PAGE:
. Its lipid peroxidation-reducing activity enables the resolution of oxidized lipids in the cell membrane, which would otherwise have the capacity to amplify damage through a chain reaction of oxidation and lipid breakdown products. Therefore, Prdx6 has direct protective effect against toxicity and apoptosis 
. Interestingly, Prdx6 demonstrates lung-specific functions via the interaction with SPA that translocates Prdx6 into lamellar body and extracellular space 
. In addition, SPA regulates PLA2
activity of Prdx6 and alters its ability to degrade the major phospholipid of surfactant 
. Finally, PLA2
activity of Prdx6 also plays a critical role in oxidative stress- and TNF-induced apoptosis 
. Further studies on the mechanism of Prdx6 induction in AT1 cells and its potential role in suppressing influenza-induced apoptotic cell death are in progress.
After infecting Clara cells, the virus moves deeper into the lung and replicates in AT2 cells, which are found in the alveoli. AT2 cells are known as secretory cells which release the components of surfactant and extracellular matrix 
and extracelluar antioxidants Gpx3 and Sod3 
. These observations are consistent with a role for AT2 cells in providing antioxidant protection to cells coated with AT2-produced surfactant (e.g., AT1 cells). Thus, AT2 cells represent another target cell type that, when virally infected, might lead to loss of extracellular antioxidant enzymes. Unexpectedly, however, we did not observe any effects of AT2 cell depletion on antioxidant protein expression levels in the lungs. In particular, GPX3 was increased at the time of drastic loss of AT2 cells. Although both Sod3 and Gpx3 are secreted by AT2 cells in the lungs, they are also secreted by kidney proximal tubule cells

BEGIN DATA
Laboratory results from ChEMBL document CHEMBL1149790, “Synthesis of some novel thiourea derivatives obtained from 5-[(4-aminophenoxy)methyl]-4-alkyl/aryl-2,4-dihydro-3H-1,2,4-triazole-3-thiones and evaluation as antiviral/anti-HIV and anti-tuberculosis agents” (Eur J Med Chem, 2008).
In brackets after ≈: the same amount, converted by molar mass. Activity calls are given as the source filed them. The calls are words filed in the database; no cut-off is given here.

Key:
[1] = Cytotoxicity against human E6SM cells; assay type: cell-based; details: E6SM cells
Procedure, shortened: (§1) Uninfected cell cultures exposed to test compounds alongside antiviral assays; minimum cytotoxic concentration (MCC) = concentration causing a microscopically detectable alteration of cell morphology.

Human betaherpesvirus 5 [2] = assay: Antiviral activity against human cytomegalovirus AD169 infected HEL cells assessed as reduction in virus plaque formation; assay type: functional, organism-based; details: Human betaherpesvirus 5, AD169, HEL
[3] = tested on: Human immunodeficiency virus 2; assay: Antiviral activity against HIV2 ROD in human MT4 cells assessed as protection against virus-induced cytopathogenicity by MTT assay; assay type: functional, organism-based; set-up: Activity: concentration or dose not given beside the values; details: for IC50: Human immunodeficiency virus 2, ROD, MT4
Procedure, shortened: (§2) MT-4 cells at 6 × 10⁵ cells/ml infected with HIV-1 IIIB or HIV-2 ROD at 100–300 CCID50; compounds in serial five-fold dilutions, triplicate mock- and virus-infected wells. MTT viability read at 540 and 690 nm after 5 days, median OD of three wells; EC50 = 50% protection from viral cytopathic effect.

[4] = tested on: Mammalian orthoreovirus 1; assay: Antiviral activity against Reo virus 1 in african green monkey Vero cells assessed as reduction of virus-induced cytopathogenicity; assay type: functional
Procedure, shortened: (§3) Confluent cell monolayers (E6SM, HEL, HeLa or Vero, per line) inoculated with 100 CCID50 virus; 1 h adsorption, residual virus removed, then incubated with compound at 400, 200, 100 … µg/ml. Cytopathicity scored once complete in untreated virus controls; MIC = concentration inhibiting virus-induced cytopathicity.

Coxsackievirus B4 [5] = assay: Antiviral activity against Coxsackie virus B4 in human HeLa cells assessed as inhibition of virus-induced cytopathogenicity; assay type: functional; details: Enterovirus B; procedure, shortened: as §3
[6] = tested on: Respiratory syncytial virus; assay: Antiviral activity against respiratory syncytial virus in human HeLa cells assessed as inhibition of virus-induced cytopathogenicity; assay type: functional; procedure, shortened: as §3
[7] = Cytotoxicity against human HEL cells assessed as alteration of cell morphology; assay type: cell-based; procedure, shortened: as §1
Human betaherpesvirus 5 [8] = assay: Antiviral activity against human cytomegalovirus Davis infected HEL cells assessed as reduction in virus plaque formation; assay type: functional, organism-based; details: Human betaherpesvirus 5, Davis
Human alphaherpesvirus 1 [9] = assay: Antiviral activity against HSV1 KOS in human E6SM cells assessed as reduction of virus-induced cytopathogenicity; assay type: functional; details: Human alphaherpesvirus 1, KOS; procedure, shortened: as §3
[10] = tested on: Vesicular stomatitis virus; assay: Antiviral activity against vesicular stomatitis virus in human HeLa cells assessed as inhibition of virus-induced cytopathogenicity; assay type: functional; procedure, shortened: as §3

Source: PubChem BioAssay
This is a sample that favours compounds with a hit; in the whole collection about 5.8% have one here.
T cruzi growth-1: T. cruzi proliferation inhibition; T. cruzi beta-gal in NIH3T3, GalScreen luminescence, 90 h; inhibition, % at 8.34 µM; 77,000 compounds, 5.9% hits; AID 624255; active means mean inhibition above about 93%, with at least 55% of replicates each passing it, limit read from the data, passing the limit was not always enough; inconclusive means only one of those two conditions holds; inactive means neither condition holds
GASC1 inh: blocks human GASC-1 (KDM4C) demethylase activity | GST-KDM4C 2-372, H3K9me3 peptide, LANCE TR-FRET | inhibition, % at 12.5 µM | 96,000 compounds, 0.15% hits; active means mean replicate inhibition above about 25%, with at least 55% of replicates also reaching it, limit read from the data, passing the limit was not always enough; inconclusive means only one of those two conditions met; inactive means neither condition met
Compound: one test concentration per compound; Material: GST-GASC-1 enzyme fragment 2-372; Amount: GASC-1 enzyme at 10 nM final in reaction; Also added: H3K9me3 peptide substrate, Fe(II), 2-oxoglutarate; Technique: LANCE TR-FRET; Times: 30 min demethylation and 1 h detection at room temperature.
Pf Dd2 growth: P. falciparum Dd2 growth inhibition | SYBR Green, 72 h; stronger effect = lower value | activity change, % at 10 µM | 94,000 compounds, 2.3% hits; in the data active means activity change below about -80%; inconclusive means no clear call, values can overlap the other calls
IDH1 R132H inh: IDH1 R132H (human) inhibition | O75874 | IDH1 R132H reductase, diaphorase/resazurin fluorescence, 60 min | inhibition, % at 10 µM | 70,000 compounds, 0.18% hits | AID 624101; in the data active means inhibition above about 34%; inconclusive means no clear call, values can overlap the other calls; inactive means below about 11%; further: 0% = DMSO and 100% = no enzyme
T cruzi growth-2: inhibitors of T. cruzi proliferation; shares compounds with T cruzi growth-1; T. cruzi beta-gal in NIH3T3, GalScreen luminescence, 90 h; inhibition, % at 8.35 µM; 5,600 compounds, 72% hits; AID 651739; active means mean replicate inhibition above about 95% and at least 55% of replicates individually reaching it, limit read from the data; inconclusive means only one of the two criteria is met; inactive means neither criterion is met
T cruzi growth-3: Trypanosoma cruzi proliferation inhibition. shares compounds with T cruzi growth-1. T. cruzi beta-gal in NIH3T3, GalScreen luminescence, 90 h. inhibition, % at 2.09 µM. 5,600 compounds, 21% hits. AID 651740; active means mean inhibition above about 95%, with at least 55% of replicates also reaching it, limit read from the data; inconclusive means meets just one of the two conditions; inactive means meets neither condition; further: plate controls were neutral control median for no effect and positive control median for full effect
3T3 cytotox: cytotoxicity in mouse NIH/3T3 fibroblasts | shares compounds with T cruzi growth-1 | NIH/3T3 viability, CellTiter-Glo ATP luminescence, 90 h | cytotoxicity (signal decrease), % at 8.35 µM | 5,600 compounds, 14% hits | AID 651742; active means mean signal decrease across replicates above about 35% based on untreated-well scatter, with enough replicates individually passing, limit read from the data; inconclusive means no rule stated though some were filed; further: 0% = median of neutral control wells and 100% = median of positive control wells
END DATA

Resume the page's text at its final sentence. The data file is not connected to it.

. Immunostained lung sections demonstrated that Gpx3, which is normally at the basement membrane of blood vessels, becomes diffuse and is subsequently increased throughout the alveolar spaces. Therefore, it is possible that plasma Gpx3 gains access to the lungs due to increased permeability during infection. Thus, the reduction in AT2-secreted Gpx3 is likely masked by the influx of antioxidants in the plasma, thus providing alternative mechanism for maintaining the balance of antioxidants during infection.
In summary, here we have identified novel lung-abundant antioxidant enzymes and we have shown that influenza virus infection impacts their spatio-temporal distribution. Both Clara and AT2 cells are the major influenza-permissive cell types in the lungs, and their loss lead to reduction of key lung antioxidants. However, we present two examples wherein loss of expression of antioxidants is balanced by expression by other cell types. Specifically, both the Clara-enriched Prdx6 and the AT2-enriched Gpx3 are maintained, possibly by compensatory expression system during infection. Taken together, this work reveals several novel lung-specific antioxidants and new mechanisms by which the lungs maintain their levels of antioxidants during infection. Influenza toxicity can be caused by oxidative stress, which can be exacerbated by imbalances in the levels of lung-abundant antioxidants. A deeper understanding of the biology and the responses of lung-abundant antioxidants to influenza is therefore fundamental to our understanding of influenza-induced morbidity and mortality.